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Providence refocuses preservation efforts

The Narragansett Electric Lighting House, or "Dynamo House," and the Ward Baking Company Administration Building - two buildings in the Jewelry District - were included on the Providence Preservation Society's 2012 list of the most endangered buildings in Providence. These preservation efforts follow a series of successful movements to preserve historical buildings in the district.

Restoration of historic buildings has been prevalent in the Jewelry District since the 1970s, after a group of Rhode Island School of Design students converted a historic building into condominiums - the first such buildings in Providence, said James Hall, executive director of the Providence Preservation Society.

"The Jewelry District is an area that has seen the growth of adaptive reuse," Hall said.

But this has not been the case with Dynamo House and the Ward building, which are considered endangered because they have not been appropriated for use. The buildings are currently vacant and exposed to the elements.

Dynamo House has been on the society's list since 2011. The building originally belonged to the National Grid and is a decommissioned power plant. There have been a number of plans to restore Dynamo House over the past decades, but none have come to fruition.

"It's a prominent building, so it's in the minds of preservationists," said Paul Wackrow, the coordinator of advocacy and education for the Providence Preservation Society.

Arthur Salisbury, the president of the Jewelry District Association, said the building is also important because of its prime waterfront location.

One of the most significant past plans for the building was a combined effort in 1999 by the Rhode Island Historical Society and a number of smaller historical societies to turn it into a museum of Rhode Island history.

According to Salisbury, the groups spent $4 million to $5 million to restore the exterior masonry of the building before the plan fell through in 2003. A developer bought the building that year and started to put condominiums on the top floor, removing the roof in the building process. When the housing bubble collapsed in 2008, the plans for condominiums fell through, and the building has remained roofless since. It's currently owned by a company in Baltimore.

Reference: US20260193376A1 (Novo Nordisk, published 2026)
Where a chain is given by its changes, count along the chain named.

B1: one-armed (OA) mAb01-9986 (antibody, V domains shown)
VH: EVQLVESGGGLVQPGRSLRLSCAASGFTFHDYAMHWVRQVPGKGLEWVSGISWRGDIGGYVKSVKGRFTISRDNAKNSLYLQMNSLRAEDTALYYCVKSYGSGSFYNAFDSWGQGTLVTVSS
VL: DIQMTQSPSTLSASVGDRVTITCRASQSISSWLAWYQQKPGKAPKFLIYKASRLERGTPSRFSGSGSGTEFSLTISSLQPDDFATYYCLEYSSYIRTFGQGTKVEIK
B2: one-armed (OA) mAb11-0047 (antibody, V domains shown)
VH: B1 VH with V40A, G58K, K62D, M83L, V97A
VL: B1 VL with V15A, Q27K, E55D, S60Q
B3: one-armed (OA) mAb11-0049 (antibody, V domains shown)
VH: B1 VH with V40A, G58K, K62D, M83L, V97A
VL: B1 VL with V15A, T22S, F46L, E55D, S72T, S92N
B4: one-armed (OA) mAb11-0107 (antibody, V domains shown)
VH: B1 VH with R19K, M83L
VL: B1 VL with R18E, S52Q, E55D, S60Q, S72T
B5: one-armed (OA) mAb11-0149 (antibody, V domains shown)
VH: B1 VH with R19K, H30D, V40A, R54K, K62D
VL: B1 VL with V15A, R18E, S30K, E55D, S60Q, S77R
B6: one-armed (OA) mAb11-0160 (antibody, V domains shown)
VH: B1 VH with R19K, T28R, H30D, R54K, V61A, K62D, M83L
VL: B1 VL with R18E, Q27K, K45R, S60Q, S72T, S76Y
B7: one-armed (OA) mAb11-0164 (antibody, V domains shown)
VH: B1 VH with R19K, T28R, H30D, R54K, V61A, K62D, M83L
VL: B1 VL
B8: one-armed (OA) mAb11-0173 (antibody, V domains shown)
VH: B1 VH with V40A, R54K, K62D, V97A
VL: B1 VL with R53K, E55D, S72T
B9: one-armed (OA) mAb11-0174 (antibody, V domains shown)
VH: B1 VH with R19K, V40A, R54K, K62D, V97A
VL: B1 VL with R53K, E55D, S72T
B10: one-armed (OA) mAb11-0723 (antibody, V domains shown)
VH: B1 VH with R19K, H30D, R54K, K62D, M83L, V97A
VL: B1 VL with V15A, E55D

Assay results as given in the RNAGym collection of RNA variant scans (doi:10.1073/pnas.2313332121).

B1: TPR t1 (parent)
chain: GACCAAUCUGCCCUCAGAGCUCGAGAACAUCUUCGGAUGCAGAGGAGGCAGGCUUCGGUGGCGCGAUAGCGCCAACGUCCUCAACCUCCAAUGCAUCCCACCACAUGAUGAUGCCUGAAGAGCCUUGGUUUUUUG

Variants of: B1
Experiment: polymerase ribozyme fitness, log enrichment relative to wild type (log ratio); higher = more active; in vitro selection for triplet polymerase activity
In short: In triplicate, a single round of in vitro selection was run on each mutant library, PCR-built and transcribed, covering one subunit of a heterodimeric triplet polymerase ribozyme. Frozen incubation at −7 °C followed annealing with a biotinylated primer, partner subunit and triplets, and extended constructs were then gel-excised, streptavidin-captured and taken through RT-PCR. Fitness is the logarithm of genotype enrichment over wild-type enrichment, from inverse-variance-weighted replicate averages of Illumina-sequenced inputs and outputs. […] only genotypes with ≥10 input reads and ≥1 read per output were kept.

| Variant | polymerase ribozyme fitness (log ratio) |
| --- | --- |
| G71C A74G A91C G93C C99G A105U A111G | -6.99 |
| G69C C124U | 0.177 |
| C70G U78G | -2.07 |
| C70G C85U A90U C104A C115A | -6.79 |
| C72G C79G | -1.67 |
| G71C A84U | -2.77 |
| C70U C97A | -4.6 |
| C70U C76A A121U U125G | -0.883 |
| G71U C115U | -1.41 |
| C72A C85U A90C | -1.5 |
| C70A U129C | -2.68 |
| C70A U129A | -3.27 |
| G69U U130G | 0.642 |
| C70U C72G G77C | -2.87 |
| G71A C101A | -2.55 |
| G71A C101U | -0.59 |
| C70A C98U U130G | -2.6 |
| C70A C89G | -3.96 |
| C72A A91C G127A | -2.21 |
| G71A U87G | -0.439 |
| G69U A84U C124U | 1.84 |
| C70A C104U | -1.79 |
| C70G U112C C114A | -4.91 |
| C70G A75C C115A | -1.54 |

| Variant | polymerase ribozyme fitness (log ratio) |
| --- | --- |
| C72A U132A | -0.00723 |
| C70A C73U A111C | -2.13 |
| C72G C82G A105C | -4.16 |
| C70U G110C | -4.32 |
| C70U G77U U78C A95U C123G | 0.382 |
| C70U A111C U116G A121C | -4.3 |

"It just sits there without any signs of moving forward," Hall said.

The Ward building is on the list for the first time this year. Once part of a larger building that housed a baking company, it was used by a jewelry-crafting company when the area became invested in the jewelry industry, but the toxic chemicals used by the company caused the building to fall into disrepair after a number of years.

The back of the building is open, Hall said, leaving it exposed to vagrants and fires.

Hall cited the building's unique art moderne style as one of the its valuable aspects, and Salisbury said its location on a street corner makes it worthy of preservation.

The buildings on the Providence Preservation Society's list are selected privately through a call for nominations on the society's website in the spring. The Planning and Architectural Review Committee, composed of interested preservationists from the community, subsequently votes on the final list.

Hall noted that Jewelry District preservation efforts have improved greatly in the past five years and added that demolition has slowed down. He said the demolition of Route I-195 as well as the increased presence of Brown and Johnson and Wales University have boosted public awareness of the district.

"Many people didn't even know there were residents (in the Jewelry District)," he said. "There's still a sense of history there, and the residents are committed to that history."

Hall also praised Brown's preservation efforts in the district, particularly its conversion of the Little Nemo Manufacturing Building into the Alpert Medical School. In May, the Providence Preservation Society granted former President Ruth Simmons a Special Preservation Award for her rehabilitation of several buildings in the city.

Even with the new developments in the neighborhood, Salisbury noted that most building companies try to keep the size of new buildings in line with the current scale of buildings to preserve the historic character of the neighborhood.

"It's clear that the area originally had a manufacturing or industrial purpose, even if some of the buildings have residential, commercial or academic purposes now," Wackrow said.


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